The Most Common Hiring Mistakes Made By Startups

Hiring for Startups

As a startup, your employees are one of the most important investments you’ll make. The quality of talent you’re able to not only hire, but also maintain, can be a determining factor in whether you succeed or not. However, along with not being experts in a lot of areas they’re now in control of, founders aren’t always experienced in making hiring decisions. They may not have had experience in interviews, or assessing cultural fit.

As a result of this lack of experience, here are some of the most common hiring mistakes made by startups.

Not knowing & understanding your mission.

As a founder, you will have a pretty clear idea about your goals and where you would like to see your business. However, it can be hard to put this onto paper. You may not have put together a mission statement, or written down the kind of values that you would like to see in your team.

When you look to grow your team, the mission and your values will be one of the most crucial aspects in hiring. Not only for you to be able to decide whether or not you believe the candidate matches the company. But also for candidates to decide whether or not they believe they will fit into your company.

If you have a clear mission and set of values outlined from the very beginning, any hires you make will understand those and the direction you’re wanting to take the business. As such, you will have a cohesive team all working towards the same goal.

Hiring all-rounders.

When in your infancy, you need to wear a number of hats. You’re might be the head of sales, marketing, product, client services (and IT if you’re a tech founder). But this doesn’t mean you should be hiring others who do the same. Yes they may have to wear several hats at some stage. But if you hire generalists for the sake of them being generalist, you risk ending up with someone who is average at a number of things but excellent at nothing. As well as this, when you do start to grow, this team member becomes obsolete as you build specialist teams.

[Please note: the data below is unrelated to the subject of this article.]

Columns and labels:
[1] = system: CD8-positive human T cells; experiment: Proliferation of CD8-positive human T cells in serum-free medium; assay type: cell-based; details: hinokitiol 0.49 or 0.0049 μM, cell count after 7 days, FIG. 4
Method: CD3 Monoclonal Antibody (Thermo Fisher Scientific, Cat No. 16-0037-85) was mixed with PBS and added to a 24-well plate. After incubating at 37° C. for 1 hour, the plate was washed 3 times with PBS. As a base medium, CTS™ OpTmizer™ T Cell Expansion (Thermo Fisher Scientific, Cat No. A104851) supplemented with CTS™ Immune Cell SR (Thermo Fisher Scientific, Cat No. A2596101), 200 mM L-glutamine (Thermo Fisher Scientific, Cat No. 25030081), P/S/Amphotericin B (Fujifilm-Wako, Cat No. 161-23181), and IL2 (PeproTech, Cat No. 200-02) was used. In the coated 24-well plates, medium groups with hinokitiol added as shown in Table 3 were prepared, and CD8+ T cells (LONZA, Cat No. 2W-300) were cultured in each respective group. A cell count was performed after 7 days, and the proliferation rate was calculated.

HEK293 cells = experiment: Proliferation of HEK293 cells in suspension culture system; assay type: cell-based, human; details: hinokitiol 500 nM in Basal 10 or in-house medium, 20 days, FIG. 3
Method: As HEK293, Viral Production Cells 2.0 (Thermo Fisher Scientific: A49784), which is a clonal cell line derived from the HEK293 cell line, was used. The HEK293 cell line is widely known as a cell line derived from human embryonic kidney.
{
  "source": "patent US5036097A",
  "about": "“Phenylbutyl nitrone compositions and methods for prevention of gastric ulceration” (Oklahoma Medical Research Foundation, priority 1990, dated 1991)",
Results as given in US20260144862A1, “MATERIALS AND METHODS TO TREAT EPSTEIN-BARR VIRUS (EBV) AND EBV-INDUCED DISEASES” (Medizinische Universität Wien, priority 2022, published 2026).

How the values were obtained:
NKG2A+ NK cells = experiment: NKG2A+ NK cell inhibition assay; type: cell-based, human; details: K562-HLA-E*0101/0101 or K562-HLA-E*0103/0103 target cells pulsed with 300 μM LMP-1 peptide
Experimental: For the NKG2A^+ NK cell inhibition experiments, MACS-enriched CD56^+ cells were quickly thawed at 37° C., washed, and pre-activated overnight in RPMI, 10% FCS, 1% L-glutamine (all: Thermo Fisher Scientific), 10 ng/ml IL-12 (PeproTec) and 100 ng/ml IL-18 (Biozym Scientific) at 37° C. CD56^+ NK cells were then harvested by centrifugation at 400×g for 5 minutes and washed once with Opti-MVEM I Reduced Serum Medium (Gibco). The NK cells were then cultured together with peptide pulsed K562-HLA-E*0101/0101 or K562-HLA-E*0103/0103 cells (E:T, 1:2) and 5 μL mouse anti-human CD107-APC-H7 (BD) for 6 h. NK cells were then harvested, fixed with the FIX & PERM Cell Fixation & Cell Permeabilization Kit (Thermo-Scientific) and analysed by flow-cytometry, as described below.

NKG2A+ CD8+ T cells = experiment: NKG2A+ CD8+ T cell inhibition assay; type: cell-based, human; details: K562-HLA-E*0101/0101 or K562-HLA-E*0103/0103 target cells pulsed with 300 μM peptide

When you need to hire, it’s important to figure out what skills you need the most. And the hire the best person with those skills that you can find. This way, you might still have to wear several hats in the meantime. But that person will be able to lead and grow that business function, and their skills won’t become obsolete.

Hiring your Mates

Not hiring your friends is almost common knowledge. Sometimes it works, but chances are more likely than not that this is going to end badly. Firstly, because of your friendship, you may not see that your friend isn’t right for the job in the first place, maybe they don’t have the skills, or their personality doesn’t really match up to your business’s values. And when things go wrong, it can become hard to see the line between business and personal. Hiring your friends can lead to a failed business and a broken friendship if not done cautiously.

Hiring Yourself

It’s natural to be drawn to people like yourself. You may get along and they see the things the same way as you. But this isn’t always a good thing for your business. Sometimes the best thing your business needs is a new perspective. Someone to look at your problems for a new angle with a different mind-set. Hiring someone that questions you and your decisions (in a healthy way) is a good thing. When your in your growth stage, its important to hire team members who will drive your business forward in ways that you can’t.

Filling roles to quickly.

Everything goes right, the customers start coming in and you need to grow. This is when the pressure is on to grow the team to scale efficiently. But this pressure to grow the team quickly can also lead to comprising on the quality/suitability of the candidate. Don’t let it. This is when it’s extremely important to make sure your hiring the candidates with not only  the right skills, but those that fit the culture. If you get this wrong, you’ll be left with issues down the track. But if you get this right and you find the right candidates in that growth stage. You’ll have team members that will help lead the company culture and brand.

Gen Z